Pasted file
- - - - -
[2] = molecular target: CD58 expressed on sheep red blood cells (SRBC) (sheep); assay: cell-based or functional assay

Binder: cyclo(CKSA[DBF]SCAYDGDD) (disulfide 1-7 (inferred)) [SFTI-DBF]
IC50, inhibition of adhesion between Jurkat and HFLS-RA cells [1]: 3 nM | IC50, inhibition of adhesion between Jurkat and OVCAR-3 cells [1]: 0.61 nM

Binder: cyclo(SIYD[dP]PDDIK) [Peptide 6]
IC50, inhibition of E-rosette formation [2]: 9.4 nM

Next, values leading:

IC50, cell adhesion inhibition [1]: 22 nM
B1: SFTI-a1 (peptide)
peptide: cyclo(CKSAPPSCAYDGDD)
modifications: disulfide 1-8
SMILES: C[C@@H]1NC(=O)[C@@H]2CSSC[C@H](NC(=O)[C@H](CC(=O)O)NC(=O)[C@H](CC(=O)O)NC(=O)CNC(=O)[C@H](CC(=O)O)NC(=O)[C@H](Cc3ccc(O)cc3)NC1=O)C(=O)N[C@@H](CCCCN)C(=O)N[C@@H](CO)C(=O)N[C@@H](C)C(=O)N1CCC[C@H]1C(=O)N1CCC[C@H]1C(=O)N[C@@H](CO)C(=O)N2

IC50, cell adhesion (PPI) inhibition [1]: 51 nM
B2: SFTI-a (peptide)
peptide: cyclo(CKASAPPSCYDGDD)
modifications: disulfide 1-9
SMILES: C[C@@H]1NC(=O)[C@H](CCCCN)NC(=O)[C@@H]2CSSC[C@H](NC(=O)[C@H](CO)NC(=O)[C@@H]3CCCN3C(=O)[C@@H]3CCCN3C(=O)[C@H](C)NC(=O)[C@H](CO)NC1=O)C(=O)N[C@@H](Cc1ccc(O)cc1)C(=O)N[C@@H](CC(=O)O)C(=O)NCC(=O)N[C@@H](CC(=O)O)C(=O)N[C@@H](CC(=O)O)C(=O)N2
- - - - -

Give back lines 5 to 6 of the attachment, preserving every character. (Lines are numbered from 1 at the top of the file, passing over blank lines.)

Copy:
IC50, inhibition of E-rosette formation [2]: 9.4 nM

Next, values leading: